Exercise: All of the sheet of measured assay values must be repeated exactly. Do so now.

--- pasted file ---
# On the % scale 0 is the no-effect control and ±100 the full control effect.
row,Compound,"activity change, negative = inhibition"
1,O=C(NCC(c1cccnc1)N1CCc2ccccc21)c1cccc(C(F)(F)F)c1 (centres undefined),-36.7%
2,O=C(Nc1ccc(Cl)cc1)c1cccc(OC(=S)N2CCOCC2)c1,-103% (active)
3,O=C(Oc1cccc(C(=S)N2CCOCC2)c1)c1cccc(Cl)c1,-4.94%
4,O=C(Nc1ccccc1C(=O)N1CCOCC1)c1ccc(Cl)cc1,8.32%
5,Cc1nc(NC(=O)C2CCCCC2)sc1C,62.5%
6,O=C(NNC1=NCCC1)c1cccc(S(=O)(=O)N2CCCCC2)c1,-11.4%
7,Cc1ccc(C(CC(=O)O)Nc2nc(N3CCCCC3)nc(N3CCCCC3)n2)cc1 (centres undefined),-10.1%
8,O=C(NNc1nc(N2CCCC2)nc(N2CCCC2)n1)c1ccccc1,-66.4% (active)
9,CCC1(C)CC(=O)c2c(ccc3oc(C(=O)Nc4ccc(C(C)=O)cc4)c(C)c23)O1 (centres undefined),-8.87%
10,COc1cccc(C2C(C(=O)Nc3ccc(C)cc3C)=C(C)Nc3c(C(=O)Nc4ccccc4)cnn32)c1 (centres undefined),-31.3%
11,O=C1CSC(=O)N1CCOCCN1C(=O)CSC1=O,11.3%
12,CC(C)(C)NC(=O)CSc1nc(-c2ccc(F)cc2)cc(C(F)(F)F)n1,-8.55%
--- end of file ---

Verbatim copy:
# On the % scale 0 is the no-effect control and ±100 the full control effect.
row,Compound,"activity change, negative = inhibition"
1,O=C(NCC(c1cccnc1)N1CCc2ccccc21)c1cccc(C(F)(F)F)c1 (centres undefined),-36.7%
2,O=C(Nc1ccc(Cl)cc1)c1cccc(OC(=S)N2CCOCC2)c1,-103% (active)
3,O=C(Oc1cccc(C(=S)N2CCOCC2)c1)c1cccc(Cl)c1,-4.94%
4,O=C(Nc1ccccc1C(=O)N1CCOCC1)c1ccc(Cl)cc1,8.32%
5,Cc1nc(NC(=O)C2CCCCC2)sc1C,62.5%
6,O=C(NNC1=NCCC1)c1cccc(S(=O)(=O)N2CCCCC2)c1,-11.4%
7,Cc1ccc(C(CC(=O)O)Nc2nc(N3CCCCC3)nc(N3CCCCC3)n2)cc1 (centres undefined),-10.1%
8,O=C(NNc1nc(N2CCCC2)nc(N2CCCC2)n1)c1ccccc1,-66.4% (active)
9,CCC1(C)CC(=O)c2c(ccc3oc(C(=O)Nc4ccc(C(C)=O)cc4)c(C)c23)O1 (centres undefined),-8.87%
10,COc1cccc(C2C(C(=O)Nc3ccc(C)cc3C)=C(C)Nc3c(C(=O)Nc4ccccc4)cnn32)c1 (centres undefined),-31.3%
11,O=C1CSC(=O)N1CCOCCN1C(=O)CSC1=O,11.3%
12,CC(C)(C)NC(=O)CSc1nc(-c2ccc(F)cc2)cc(C(F)(F)F)n1,-8.55%